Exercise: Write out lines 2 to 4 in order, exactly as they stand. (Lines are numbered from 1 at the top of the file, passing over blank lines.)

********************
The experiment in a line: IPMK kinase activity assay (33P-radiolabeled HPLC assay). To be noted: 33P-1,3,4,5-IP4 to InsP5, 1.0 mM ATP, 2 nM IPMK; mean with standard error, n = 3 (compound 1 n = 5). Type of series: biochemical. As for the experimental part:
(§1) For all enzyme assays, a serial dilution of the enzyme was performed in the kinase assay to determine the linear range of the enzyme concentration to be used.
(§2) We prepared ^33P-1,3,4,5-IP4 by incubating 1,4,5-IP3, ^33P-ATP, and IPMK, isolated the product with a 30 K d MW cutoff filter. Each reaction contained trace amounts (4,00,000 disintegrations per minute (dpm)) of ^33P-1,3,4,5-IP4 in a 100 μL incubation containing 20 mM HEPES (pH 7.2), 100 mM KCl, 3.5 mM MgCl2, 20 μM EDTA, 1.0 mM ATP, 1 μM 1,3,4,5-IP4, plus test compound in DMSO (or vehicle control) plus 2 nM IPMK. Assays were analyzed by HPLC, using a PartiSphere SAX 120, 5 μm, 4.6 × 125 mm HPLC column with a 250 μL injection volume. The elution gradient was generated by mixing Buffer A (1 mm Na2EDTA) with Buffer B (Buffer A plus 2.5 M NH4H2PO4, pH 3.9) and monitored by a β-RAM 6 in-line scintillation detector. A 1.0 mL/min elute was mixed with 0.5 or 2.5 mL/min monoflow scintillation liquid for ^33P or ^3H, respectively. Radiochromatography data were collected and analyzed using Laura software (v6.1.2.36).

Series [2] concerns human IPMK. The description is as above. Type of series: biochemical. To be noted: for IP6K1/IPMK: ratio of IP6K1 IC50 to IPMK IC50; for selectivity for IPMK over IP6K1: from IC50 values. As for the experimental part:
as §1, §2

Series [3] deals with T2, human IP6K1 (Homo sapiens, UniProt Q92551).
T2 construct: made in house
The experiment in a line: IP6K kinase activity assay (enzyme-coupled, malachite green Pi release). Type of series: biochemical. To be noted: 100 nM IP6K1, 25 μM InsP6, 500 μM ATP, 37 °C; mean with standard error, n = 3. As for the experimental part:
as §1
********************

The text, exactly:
(§1) For all enzyme assays, a serial dilution of the enzyme was performed in the kinase assay to determine the linear range of the enzyme concentration to be used.
(§2) We prepared ^33P-1,3,4,5-IP4 by incubating 1,4,5-IP3, ^33P-ATP, and IPMK, isolated the product with a 30 K d MW cutoff filter. Each reaction contained trace amounts (4,00,000 disintegrations per minute (dpm)) of ^33P-1,3,4,5-IP4 in a 100 μL incubation containing 20 mM HEPES (pH 7.2), 100 mM KCl, 3.5 mM MgCl2, 20 μM EDTA, 1.0 mM ATP, 1 μM 1,3,4,5-IP4, plus test compound in DMSO (or vehicle control) plus 2 nM IPMK. Assays were analyzed by HPLC, using a PartiSphere SAX 120, 5 μm, 4.6 × 125 mm HPLC column with a 250 μL injection volume. The elution gradient was generated by mixing Buffer A (1 mm Na2EDTA) with Buffer B (Buffer A plus 2.5 M NH4H2PO4, pH 3.9) and monitored by a β-RAM 6 in-line scintillation detector. A 1.0 mL/min elute was mixed with 0.5 or 2.5 mL/min monoflow scintillation liquid for ^33P or ^3H, respectively. Radiochromatography data were collected and analyzed using Laura software (v6.1.2.36).

Series [2] concerns human IPMK. The description is as above. Type of series: biochemical. To be noted: for IP6K1/IPMK: ratio of IP6K1 IC50 to IPMK IC50; for selectivity for IPMK over IP6K1: from IC50 values. As for the experimental part: